116 3rd St SE
Cedar Rapids, Iowa 52401
CORALVILLE — The city of Coralville took the first step in 2020 to create a city board promoting unbiased policing practices and analyzing police data.
The ordinance — created in collaboration with the NAACP — prohibits biased policing and racial profiling, among other practices. It also establishes a citizen community policing advisory board, as well as informs residents how to file complaints.
The ordinance also outlines what data should be collected by the Coralville Police Department where there is contact with an individual. Data should be maintained for at least 10 years and posted on the city’s website to the extent allowed, according to the ordinance.
The Coralville City Council gave final approval to the ordinance at its Dec. 8, 2020, meeting. Council member Mitch Gross said afterward that the ordinance is the first of many steps in the fight for racial justice, according to meeting minutes. He said the fight is ongoing and won’t be fixed by one piece of legislation, but added that the ordinance is an example of people coming together to make a difference.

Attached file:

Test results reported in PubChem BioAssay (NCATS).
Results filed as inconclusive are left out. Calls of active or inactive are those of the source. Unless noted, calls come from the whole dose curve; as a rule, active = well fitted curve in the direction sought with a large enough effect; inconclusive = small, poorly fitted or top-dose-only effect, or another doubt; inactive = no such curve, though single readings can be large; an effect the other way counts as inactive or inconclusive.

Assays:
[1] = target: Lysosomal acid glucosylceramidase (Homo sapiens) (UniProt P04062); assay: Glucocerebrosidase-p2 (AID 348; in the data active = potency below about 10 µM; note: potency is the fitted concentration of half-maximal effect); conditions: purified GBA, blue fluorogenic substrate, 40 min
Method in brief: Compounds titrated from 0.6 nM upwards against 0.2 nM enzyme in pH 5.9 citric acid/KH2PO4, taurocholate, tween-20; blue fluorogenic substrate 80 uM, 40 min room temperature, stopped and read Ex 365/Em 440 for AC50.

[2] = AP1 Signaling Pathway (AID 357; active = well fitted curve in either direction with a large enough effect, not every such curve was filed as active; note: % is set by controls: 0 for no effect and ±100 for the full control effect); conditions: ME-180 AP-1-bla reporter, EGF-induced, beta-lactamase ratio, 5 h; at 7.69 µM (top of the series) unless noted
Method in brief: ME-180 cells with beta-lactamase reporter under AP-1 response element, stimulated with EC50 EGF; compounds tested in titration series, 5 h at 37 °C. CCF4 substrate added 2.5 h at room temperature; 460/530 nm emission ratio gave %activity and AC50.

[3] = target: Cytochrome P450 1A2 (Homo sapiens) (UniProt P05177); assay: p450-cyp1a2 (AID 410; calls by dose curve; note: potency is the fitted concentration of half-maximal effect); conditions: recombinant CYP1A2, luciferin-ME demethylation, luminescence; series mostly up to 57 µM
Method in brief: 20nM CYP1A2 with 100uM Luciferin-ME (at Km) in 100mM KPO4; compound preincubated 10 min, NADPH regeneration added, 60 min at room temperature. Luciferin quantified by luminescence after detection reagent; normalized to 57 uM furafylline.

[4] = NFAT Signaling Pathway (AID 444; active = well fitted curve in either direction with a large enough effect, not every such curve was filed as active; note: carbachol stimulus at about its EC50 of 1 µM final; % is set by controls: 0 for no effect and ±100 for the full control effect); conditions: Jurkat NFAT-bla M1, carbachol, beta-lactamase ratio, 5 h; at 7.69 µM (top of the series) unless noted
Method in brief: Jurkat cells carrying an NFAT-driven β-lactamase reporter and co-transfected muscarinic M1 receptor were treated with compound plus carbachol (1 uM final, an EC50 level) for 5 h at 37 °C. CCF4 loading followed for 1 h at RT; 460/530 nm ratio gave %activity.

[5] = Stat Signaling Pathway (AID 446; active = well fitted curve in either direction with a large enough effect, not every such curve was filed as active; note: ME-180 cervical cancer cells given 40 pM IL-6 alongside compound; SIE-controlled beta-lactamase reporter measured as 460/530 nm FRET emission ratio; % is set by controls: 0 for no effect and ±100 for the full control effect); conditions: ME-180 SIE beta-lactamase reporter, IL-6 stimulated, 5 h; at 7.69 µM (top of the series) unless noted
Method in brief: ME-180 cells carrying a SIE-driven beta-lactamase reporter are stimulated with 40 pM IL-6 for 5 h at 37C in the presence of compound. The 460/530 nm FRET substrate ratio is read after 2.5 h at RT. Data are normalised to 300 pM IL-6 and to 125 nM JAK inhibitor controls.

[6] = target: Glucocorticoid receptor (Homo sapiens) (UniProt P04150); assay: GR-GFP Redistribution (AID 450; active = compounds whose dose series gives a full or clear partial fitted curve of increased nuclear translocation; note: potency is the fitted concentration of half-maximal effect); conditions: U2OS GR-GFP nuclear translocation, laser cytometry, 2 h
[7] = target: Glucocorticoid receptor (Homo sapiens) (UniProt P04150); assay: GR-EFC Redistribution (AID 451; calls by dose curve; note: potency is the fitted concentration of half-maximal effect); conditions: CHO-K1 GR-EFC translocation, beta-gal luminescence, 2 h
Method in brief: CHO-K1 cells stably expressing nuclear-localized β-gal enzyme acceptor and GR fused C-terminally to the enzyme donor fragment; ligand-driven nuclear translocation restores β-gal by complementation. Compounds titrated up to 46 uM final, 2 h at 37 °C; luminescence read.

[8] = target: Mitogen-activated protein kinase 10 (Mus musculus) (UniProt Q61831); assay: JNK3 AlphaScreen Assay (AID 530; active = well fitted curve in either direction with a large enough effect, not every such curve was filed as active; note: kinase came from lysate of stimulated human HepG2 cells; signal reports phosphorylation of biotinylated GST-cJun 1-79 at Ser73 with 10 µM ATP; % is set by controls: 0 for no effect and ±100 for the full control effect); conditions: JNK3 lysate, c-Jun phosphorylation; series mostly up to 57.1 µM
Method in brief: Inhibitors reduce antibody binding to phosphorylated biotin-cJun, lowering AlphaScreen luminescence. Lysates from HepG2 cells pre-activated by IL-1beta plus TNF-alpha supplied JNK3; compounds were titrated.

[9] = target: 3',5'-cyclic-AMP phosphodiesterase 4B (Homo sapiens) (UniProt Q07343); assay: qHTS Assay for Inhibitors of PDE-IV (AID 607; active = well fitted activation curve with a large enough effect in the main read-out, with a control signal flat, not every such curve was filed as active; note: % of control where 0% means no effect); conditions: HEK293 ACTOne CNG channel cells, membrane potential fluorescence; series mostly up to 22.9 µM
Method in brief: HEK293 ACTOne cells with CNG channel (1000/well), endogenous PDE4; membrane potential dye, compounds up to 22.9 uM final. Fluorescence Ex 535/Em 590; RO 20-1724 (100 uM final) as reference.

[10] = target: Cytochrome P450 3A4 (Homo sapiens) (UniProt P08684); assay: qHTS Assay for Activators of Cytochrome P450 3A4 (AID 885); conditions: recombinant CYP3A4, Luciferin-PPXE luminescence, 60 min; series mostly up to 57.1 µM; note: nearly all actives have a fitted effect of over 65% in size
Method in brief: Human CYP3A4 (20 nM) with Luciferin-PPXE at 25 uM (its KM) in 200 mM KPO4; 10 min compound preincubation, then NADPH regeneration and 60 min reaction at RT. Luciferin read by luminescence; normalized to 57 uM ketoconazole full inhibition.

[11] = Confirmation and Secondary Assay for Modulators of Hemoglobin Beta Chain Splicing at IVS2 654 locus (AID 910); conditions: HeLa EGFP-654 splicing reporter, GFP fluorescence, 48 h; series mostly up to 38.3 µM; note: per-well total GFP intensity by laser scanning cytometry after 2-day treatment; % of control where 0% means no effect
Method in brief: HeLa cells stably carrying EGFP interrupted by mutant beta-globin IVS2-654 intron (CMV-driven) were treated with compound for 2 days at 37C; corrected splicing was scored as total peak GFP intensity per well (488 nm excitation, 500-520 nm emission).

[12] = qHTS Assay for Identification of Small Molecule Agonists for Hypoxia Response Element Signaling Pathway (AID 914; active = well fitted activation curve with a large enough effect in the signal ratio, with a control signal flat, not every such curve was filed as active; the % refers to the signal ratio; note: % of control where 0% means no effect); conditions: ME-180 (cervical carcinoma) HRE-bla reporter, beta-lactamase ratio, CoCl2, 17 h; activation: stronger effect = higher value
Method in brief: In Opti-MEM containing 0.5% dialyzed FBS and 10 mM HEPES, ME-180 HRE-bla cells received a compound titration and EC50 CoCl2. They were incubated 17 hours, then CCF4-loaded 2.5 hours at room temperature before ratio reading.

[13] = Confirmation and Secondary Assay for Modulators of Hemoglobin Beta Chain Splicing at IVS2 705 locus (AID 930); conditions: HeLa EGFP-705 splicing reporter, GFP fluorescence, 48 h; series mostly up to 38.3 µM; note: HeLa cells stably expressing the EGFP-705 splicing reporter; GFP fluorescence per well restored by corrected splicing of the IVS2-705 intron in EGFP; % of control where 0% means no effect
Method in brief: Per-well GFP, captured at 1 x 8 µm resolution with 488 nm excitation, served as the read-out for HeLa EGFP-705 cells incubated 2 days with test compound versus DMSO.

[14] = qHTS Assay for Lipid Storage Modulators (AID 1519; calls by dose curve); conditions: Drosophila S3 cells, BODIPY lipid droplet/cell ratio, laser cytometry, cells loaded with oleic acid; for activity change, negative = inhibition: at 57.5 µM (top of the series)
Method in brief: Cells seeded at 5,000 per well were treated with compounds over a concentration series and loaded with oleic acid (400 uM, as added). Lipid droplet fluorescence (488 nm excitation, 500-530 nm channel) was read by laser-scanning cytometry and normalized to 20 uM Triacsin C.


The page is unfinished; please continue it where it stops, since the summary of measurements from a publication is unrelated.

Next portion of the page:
What’s happened since
After the ordinance was approved, the city began to recruit people to serve on the board.
The ordinance requires the board to have up to seven members who are appointed by the mayor with input from the president of the local NAACP chapter. The majority of the members — at least four — need to be Coralville residents.
One person is required to have law enforcement experience, one must be a member of the NAACP and one must be a member of the League of United Latin American Citizens.
The board had its first meeting in June, Mayor Meghann Foster said. Some of the next steps for the new members are figuring out the structure of the board and getting training on procedures and Iowa code to understand the authority of the board.
The board’s main tasks include educating the public about unbiased policing, making recommendations to the police department on training opportunities to advocate for unbiased policing, and reviewing data collected by the department about contact with the public.
The board can present recommendations to the City Council and police department.
Foster said the board currently is waiting on traffic stop data to be collected and analyzed.
The city entered a memorandum of agreement with Chris Barnum and CR Research Group LC in August 2020 to analyze traffic stop disproportionality for three years. The analysis began in 2020, but 2021 was the first full year of data collection.
Barnum and his team have reviewed traffic stop data in several other cities, including Iowa City. Cedar Rapids and North Liberty also have decided to pursue having traffic stop data reviewed by Barnum and his team.
“Once the review board gets that (data), then they can start looking at things like recommending trainings and making more specific recommendations,” Foster said.
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